In this column for the Guardian, George Monbiot suggests a mandatory register of journalists' financial interests as a way of cleaning up the profession. He argues that such a register should be part of any future replacement for the PCC and that it would give our readers 'some idea of whether it's the organ-grinder talking or his monkey.' His proposal is prompted not by hacking, but by recent payola scandals in America. Monbiot has started the process by revealing all of his own interests - pay, gifts, hospitality and investments on his website Hero or pious fool? You decide.    


I'm not really that curious as to Monbiot's 'interests', I won't be checking up on him. But when it would make a difference to your perception of a journo's work because of conflicts of interest, what's to stop j'ists keeping such information off such a register?

Print regulation more broadly, of course, needs to be discussed (as at the forthcoming Magna Carter II conference -, and Monbiot's gesture is admirable, but still just that - a gesture. I can't see it making waves any time soon.

Even a new body/PCC charter will inevitably achieve little (unless, which seems unlikely, statutory powers of punishment are created). Because it's not the law around print media that needs to change - it's the vile culture and norms that currently prevail (since, as Carne Ross writes in The Leaderless Revolution, it's norms that drive behaviour, not law).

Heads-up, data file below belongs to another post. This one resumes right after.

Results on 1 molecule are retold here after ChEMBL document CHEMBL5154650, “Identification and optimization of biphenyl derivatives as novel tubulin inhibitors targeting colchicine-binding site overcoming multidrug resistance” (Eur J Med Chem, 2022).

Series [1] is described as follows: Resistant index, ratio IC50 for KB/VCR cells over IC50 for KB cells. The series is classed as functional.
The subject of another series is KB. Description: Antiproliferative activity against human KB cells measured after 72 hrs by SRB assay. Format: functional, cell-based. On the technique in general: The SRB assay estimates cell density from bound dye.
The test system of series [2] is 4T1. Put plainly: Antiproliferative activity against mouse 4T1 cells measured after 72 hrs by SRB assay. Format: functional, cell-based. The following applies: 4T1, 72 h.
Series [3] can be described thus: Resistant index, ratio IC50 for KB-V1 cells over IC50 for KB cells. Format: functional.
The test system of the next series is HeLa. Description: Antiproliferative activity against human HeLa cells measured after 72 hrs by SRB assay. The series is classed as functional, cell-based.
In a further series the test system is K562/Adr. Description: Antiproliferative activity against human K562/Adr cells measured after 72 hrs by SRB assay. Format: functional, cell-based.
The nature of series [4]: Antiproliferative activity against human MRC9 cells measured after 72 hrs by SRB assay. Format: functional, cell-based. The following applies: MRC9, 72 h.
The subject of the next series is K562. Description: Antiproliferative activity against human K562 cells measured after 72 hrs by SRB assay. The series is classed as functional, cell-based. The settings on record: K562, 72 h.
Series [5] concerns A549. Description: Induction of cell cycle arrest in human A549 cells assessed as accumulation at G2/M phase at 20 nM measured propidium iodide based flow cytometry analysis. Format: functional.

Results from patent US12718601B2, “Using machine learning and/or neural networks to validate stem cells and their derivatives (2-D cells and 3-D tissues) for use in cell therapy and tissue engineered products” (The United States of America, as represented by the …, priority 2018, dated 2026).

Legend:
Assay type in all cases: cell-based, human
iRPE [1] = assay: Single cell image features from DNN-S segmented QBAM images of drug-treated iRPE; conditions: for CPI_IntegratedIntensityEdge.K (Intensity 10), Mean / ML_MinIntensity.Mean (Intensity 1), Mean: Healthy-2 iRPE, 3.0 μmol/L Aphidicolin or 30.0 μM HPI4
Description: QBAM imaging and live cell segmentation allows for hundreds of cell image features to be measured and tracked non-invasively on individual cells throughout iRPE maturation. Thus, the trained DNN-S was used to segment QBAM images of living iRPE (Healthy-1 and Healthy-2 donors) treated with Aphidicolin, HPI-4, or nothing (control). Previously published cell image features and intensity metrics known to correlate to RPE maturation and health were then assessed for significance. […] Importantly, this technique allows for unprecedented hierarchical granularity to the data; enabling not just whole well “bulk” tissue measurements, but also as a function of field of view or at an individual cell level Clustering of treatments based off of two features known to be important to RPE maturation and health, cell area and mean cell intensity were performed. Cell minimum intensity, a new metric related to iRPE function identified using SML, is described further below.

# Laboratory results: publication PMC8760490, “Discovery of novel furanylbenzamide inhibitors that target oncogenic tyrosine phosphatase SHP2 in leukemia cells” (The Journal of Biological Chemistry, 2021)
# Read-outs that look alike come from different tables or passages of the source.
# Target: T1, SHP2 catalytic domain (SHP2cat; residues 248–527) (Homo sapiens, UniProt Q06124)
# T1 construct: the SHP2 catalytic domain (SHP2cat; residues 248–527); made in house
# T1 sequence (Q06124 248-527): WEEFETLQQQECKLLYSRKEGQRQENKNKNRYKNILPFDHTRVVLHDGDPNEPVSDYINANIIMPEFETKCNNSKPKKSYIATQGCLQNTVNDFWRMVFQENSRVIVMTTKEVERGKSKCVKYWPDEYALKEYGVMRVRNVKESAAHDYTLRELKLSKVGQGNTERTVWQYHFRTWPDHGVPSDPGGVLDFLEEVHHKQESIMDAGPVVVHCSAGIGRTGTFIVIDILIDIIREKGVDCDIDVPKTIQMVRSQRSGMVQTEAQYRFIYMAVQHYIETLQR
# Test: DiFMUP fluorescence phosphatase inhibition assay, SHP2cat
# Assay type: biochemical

Two reasons why journalists can abdicate responsibility for our media culture:

- Hacks might contend that they're giving the public what they want - but surely they're stoking the flames of a voracious appetite for tittle tattle, too?

- If newspapers' budgets weren't so squeezed, perhaps boundaries wouldn't be pushed so far.

So change the public's desire for gossip, or solve the perennial profit problem of print? Seems unlikely - the only way things will get better is through individuals taking responsibility for the work they do (which may involve subscribing to PCC-style codes, or may not), and holding themselves to a moral standard.

One way to drive such a change is to make clear that you feel that methods such as hacking are reprehensible. If journalism is to be an honourable profession, it must be clear to journalists that immoral behaviour disgusts the public, and readers (and thus has commercial consequences). Shame, too, has a role to play.

A modest proposal